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Planting begins on UK’s biggest seagrass restoration project off North Wales coast

Seagrass beds around the shore of Porthdinllaen, Wales.

Posted on March 1, 2023

Planting has begun on the UK’s biggest seagrass restoration project on the seabed off the North Wales coastline.

The aim of the project is to plant more than five million seagrass seeds by 2026 which will grow ten hectares of meadow, the equivalent of more than 10 rugby pitches

Seagrass absorbs and stores carbon dioxide and one hectare can shelter up to 80,000 fish and 100 million invertebrates.

Around 100,000 seeds will be planted at Penychain in Pen Llyn, with the help of the local community, before restoration work will continue at other sites along the Pen Llyn coast this spring, and at sites on Anglesey in 2024.

The project began last August with the collection of the seeds from Porthdinllaen by Seagrass Ocean Rescue.

The work is managed by the World Wide Fund for Nature (WWF), in partnership with Project Seagrass, Swansea University, North Wales Wildlife Trust and Pen Llyn.

The project has received a £1m grant from the National Lottery Heritage Fund and in December was granted a marine licence to conduct restoration trials.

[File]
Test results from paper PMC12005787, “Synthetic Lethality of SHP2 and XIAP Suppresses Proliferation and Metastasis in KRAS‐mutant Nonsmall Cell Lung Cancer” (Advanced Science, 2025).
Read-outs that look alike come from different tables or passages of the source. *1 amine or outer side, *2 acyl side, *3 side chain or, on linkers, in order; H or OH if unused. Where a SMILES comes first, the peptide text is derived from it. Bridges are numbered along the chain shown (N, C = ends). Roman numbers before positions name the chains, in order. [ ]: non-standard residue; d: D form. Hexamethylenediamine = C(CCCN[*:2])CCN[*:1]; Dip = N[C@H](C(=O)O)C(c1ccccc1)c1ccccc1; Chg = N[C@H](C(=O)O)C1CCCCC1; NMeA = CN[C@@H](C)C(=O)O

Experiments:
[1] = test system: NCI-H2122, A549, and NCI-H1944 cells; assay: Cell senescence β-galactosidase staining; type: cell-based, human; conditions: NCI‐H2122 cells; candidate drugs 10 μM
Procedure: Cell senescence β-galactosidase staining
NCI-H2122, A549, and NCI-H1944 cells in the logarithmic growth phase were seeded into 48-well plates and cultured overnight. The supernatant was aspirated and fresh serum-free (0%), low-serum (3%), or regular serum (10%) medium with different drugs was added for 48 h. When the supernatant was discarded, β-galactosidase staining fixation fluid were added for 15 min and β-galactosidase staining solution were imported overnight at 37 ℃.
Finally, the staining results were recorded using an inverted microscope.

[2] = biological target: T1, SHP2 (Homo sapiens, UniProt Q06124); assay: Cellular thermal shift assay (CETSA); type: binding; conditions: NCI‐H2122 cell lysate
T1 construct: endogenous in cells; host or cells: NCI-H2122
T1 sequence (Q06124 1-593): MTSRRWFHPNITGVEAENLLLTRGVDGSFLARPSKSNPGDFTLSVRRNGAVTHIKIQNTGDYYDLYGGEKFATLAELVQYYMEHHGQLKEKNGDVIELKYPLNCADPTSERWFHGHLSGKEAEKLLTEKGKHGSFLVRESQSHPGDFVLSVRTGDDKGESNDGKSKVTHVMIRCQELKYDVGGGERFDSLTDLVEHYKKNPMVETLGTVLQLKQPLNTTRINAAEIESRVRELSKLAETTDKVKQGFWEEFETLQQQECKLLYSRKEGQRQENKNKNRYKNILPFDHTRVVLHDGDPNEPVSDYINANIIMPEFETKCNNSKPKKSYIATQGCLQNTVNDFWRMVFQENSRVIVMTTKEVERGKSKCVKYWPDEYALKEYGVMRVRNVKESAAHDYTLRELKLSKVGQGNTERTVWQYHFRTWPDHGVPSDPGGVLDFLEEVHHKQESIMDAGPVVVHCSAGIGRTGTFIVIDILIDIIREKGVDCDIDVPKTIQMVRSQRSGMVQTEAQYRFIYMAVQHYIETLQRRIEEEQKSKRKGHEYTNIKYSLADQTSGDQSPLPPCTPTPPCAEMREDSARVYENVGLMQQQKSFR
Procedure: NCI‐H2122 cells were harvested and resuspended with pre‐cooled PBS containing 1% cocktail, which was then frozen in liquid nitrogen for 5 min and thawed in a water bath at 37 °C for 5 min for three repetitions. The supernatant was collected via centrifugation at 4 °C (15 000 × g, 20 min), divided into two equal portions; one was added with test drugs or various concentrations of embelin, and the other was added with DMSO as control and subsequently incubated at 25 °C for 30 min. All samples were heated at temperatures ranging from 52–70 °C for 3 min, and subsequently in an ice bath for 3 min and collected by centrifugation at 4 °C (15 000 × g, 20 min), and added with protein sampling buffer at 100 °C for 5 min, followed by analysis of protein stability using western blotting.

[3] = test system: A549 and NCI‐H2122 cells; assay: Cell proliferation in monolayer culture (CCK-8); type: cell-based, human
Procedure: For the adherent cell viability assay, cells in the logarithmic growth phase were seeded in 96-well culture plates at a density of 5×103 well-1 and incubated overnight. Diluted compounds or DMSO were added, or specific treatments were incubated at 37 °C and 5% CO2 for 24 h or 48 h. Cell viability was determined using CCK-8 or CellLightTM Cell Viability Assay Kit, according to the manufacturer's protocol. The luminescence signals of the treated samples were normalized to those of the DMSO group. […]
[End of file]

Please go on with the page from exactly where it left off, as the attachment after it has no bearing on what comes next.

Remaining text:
Beyond creating a habitat for marine species, the project’s organisers hope that communities will be protected from the effects of coastal erosion, flooding and poor water quality.

Divers and volunteers from project seagrass gather seeds quickly and efficiently. During this first stage of the project they aim to collect around one million seeds. Pic: Lewis Jefferies / WWF-UK

‘Hugely significant’

Julie Rostan, ocean recovery advocacy and policy manager at WWF Cymru, said: “The UK has lost up to 92% of its seagrass in the last century.

“It is vital that we bring this important habitat back to Welsh seas so it can help us mitigate the impact of climate change and restore marine wildlife.

“We are excited to get started on the planting in Penychain this week with the local community who are at the heart of the project’s design and delivery.

“This restoration programme is hugely significant as it will act as a blueprint for future seagrass restoration across the UK and globally”.

Andrew White, director of the National Lottery Heritage Fund in Wales, added: “This is a project for today’s and future generations with its community focus, the restoration of marine habitat and significant role in addressing the climate emergency. We’re thrilled to see it pass such an important milestone.”


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